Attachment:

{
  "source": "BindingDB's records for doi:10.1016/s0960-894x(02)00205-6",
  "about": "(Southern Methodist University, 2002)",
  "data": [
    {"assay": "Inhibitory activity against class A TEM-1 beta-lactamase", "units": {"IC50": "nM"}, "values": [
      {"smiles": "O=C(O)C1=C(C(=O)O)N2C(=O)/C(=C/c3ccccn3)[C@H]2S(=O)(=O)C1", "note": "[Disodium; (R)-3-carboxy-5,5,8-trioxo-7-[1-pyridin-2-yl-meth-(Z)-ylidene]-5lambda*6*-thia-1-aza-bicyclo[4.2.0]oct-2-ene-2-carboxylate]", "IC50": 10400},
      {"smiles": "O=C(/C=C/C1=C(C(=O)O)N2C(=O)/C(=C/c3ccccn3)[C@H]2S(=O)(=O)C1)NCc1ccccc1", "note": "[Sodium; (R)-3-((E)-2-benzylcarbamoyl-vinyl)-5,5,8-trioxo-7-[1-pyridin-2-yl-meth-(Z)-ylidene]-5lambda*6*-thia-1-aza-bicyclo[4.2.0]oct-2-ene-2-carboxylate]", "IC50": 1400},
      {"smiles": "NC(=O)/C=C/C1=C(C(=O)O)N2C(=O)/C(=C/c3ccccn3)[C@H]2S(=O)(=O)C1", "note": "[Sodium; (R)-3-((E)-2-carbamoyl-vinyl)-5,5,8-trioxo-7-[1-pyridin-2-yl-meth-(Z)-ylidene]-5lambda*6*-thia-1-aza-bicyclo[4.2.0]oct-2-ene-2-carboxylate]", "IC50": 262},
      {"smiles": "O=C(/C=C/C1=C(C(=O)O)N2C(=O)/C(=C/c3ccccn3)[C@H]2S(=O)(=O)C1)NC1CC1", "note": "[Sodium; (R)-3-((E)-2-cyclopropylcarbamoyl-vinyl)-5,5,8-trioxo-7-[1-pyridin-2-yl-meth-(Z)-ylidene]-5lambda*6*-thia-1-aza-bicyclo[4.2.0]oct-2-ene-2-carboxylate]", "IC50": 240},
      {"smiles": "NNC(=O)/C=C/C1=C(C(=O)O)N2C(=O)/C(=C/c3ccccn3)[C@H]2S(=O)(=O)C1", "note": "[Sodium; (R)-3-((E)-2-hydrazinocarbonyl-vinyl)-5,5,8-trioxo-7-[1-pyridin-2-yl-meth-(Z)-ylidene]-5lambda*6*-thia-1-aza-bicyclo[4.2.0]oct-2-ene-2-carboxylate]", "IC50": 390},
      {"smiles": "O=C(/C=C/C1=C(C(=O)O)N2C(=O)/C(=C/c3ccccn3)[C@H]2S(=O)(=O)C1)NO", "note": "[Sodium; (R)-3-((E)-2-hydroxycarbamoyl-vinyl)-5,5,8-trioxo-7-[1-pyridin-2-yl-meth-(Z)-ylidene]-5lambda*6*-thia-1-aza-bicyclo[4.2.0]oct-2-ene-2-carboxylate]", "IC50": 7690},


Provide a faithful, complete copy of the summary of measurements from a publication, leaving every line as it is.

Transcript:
{
  "source": "BindingDB's records for doi:10.1016/s0960-894x(02)00205-6",
  "about": "(Southern Methodist University, 2002)",
  "data": [
    {"assay": "Inhibitory activity against class A TEM-1 beta-lactamase", "units": {"IC50": "nM"}, "values": [
      {"smiles": "O=C(O)C1=C(C(=O)O)N2C(=O)/C(=C/c3ccccn3)[C@H]2S(=O)(=O)C1", "note": "[Disodium; (R)-3-carboxy-5,5,8-trioxo-7-[1-pyridin-2-yl-meth-(Z)-ylidene]-5lambda*6*-thia-1-aza-bicyclo[4.2.0]oct-2-ene-2-carboxylate]", "IC50": 10400},
      {"smiles": "O=C(/C=C/C1=C(C(=O)O)N2C(=O)/C(=C/c3ccccn3)[C@H]2S(=O)(=O)C1)NCc1ccccc1", "note": "[Sodium; (R)-3-((E)-2-benzylcarbamoyl-vinyl)-5,5,8-trioxo-7-[1-pyridin-2-yl-meth-(Z)-ylidene]-5lambda*6*-thia-1-aza-bicyclo[4.2.0]oct-2-ene-2-carboxylate]", "IC50": 1400},
      {"smiles": "NC(=O)/C=C/C1=C(C(=O)O)N2C(=O)/C(=C/c3ccccn3)[C@H]2S(=O)(=O)C1", "note": "[Sodium; (R)-3-((E)-2-carbamoyl-vinyl)-5,5,8-trioxo-7-[1-pyridin-2-yl-meth-(Z)-ylidene]-5lambda*6*-thia-1-aza-bicyclo[4.2.0]oct-2-ene-2-carboxylate]", "IC50": 262},
      {"smiles": "O=C(/C=C/C1=C(C(=O)O)N2C(=O)/C(=C/c3ccccn3)[C@H]2S(=O)(=O)C1)NC1CC1", "note": "[Sodium; (R)-3-((E)-2-cyclopropylcarbamoyl-vinyl)-5,5,8-trioxo-7-[1-pyridin-2-yl-meth-(Z)-ylidene]-5lambda*6*-thia-1-aza-bicyclo[4.2.0]oct-2-ene-2-carboxylate]", "IC50": 240},
      {"smiles": "NNC(=O)/C=C/C1=C(C(=O)O)N2C(=O)/C(=C/c3ccccn3)[C@H]2S(=O)(=O)C1", "note": "[Sodium; (R)-3-((E)-2-hydrazinocarbonyl-vinyl)-5,5,8-trioxo-7-[1-pyridin-2-yl-meth-(Z)-ylidene]-5lambda*6*-thia-1-aza-bicyclo[4.2.0]oct-2-ene-2-carboxylate]", "IC50": 390},
      {"smiles": "O=C(/C=C/C1=C(C(=O)O)N2C(=O)/C(=C/c3ccccn3)[C@H]2S(=O)(=O)C1)NO", "note": "[Sodium; (R)-3-((E)-2-hydroxycarbamoyl-vinyl)-5,5,8-trioxo-7-[1-pyridin-2-yl-meth-(Z)-ylidene]-5lambda*6*-thia-1-aza-bicyclo[4.2.0]oct-2-ene-2-carboxylate]", "IC50": 7690},